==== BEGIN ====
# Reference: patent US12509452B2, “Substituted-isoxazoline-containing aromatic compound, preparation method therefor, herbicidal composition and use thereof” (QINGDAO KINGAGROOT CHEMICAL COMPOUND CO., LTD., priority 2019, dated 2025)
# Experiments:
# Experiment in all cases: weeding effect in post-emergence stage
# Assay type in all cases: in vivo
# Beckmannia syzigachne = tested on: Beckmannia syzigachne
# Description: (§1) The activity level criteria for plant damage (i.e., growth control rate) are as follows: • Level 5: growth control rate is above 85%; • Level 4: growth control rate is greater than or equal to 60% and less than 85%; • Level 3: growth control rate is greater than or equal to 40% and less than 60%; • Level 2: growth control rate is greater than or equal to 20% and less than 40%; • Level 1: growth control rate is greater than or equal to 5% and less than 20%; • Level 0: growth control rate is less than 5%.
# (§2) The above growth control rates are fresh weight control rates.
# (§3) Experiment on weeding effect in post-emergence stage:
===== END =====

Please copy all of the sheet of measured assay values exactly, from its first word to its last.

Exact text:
# Reference: patent US12509452B2, “Substituted-isoxazoline-containing aromatic compound, preparation method therefor, herbicidal composition and use thereof” (QINGDAO KINGAGROOT CHEMICAL COMPOUND CO., LTD., priority 2019, dated 2025)
# Experiments:
# Experiment in all cases: weeding effect in post-emergence stage
# Assay type in all cases: in vivo
# Beckmannia syzigachne = tested on: Beckmannia syzigachne
# Description: (§1) The activity level criteria for plant damage (i.e., growth control rate) are as follows: • Level 5: growth control rate is above 85%; • Level 4: growth control rate is greater than or equal to 60% and less than 85%; • Level 3: growth control rate is greater than or equal to 40% and less than 60%; • Level 2: growth control rate is greater than or equal to 20% and less than 40%; • Level 1: growth control rate is greater than or equal to 5% and less than 20%; • Level 0: growth control rate is less than 5%.
# (§2) The above growth control rates are fresh weight control rates.
# (§3) Experiment on weeding effect in post-emergence stage: